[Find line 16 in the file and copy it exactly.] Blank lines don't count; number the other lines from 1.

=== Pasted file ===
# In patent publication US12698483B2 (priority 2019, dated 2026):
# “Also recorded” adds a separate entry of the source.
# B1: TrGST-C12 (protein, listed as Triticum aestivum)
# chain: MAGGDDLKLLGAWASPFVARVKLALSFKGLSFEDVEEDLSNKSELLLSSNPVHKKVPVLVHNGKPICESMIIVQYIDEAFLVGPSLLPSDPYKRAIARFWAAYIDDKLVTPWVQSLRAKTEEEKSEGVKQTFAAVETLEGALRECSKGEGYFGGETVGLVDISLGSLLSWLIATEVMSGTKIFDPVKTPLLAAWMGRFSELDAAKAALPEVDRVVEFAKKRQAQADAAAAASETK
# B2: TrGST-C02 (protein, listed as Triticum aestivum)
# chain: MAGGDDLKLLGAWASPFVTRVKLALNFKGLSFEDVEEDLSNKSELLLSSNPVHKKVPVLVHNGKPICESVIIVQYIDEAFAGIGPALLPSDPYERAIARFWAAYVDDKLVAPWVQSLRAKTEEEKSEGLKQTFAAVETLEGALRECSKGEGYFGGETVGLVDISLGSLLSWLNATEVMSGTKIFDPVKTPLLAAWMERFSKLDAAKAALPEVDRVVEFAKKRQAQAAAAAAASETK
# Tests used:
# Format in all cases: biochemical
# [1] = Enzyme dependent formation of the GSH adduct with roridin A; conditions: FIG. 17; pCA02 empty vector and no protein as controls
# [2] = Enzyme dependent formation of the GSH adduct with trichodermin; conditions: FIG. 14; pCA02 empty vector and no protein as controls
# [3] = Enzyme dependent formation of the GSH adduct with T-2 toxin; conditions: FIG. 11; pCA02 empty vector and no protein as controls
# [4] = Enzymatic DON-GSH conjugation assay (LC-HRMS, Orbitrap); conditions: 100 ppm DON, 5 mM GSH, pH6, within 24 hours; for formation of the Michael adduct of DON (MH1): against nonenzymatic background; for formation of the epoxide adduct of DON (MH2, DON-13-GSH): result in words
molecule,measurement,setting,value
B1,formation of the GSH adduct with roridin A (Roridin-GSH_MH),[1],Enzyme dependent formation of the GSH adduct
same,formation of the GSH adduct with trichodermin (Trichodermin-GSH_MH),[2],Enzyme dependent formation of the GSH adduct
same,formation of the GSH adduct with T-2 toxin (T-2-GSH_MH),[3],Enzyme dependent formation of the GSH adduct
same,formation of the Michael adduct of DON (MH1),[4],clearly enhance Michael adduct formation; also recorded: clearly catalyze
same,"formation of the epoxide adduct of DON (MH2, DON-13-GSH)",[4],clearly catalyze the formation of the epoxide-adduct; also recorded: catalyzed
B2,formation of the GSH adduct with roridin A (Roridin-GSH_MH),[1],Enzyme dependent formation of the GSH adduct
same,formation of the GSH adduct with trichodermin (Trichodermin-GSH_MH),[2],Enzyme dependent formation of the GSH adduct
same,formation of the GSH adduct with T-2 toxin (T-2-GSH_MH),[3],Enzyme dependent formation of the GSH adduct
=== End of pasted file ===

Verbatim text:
same,formation of the GSH adduct with T-2 toxin (T-2-GSH_MH),[3],Enzyme dependent formation of the GSH adduct